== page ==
Other segments of the film are just dull. But the beauty of the concept is that if you aren t connecting, you only have to wait a few minutes and the segment will be over.
Finally, Memphis audiences will be especially interested in the second vignette, filmed during Jarmusch s stay in Memphis for Mystery Train. It features twins (and Spike Lee siblings) Cinque and Joie Lee bickering over coffee until interrupted by waiter Steve Buscemi, who has some unique ideas about Elvis.

A sneakily modest, endlessly watchable feature, Maria Full of Grace is ostensibly a drug-trade procedural, like a missing parallel plotline from Traffic. But the triumph of the film is that it s also more than its heavy-duty premise: a pregnant Columbian teenager loses her job at a rose plantation and becomes a drug mule, transporting rubber pellets filled with narcotics inside her stomach, to be retrieved from her stool in a seedy New Jersey motel.
Introducing a couple of promising newcomers in director Joshua Marston and unknown actress Catalina Sandino Moreno, Maria Full of Grace is also a story of a dissatisfied young woman finding her way. The drug trade is only an incidental element.
Marston s visual style never draws attention to itself, but his assured direction matches the strong handle he has on his film s tone, which somehow never veers into preachiness or sensationalism.
Though Maria Full of Grace offers harrowing specifics on how this particular drug trade is conducted the gruesomely drawn-out regimen through which a woman is made to swallow more than 60 drug pellets, the messy details of how drugs are re-swallowed in transit when they emerge too soon, the risk of death if a pellet breaks inside the stomach it isn t nearly as lurid as it might be, which is to its credit. What Marston has on his mind is more than just a globalized yet miniaturized crime procedural.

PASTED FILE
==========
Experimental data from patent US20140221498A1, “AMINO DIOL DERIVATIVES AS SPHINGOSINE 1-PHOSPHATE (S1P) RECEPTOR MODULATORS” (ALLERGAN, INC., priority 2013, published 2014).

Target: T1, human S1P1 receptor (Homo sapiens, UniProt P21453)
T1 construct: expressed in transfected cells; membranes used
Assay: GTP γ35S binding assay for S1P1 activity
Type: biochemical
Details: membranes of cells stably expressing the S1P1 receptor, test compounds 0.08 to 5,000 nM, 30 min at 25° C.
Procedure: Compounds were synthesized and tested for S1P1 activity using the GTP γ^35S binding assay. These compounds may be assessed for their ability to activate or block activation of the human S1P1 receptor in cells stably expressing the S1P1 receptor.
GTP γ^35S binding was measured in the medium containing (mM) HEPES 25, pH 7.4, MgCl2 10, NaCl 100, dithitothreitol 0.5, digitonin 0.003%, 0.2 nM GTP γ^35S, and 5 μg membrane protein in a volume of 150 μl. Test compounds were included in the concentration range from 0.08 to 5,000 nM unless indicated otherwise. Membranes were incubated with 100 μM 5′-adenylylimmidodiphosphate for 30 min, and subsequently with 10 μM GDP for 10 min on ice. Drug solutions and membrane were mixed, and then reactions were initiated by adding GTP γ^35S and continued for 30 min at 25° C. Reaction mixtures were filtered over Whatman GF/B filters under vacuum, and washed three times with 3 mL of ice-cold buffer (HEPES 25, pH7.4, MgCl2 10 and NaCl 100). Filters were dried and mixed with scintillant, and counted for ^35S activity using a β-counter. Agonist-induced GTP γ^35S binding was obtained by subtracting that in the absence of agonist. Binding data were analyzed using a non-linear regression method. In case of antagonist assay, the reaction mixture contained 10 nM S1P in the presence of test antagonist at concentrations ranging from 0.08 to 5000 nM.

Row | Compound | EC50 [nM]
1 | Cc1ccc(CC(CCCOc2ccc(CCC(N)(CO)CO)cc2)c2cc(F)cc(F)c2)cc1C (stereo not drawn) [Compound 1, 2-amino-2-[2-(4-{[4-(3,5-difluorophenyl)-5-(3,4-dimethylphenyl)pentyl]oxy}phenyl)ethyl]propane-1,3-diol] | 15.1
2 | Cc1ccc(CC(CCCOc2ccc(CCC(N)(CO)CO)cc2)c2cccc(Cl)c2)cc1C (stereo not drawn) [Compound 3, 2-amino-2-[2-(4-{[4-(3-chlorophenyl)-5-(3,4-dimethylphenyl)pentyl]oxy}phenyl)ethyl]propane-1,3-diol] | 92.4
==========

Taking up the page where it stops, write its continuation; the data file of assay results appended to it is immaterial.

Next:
The bigger picture becomes apparent in the film s second half, when Maria flees the Jersey motel for Queens and falls into a remarkably realistic immigrant community. (It comes as no shock to learn that some performers in this section are nonprofessionals playing themselves.) Maria has made some bad choices, certainly, but here we can see her weighing possible futures for her and her unborn child, and we can sense Moreno thinking through Maria s tough decisions.
Marston seems to realize what a special, matter-of-fact young actress he s lucked into here and is smart enough to get out of her way. As Maria, Moreno shows the kind of restraint and naturalism that reminds me of Ashley Judd in Ruby in Paradise, another modest film about a young woman finding her way in the world. Like Judd in that criminally underrecognized film, you can never catch Moreno acting. Her Maria isn t a tear-jerking neorealist heroine or symbol of those exploited by the drug trade or vehicle to the Oscar platform. She just is. And after the credits role you sense that she s still out there discovering her life. n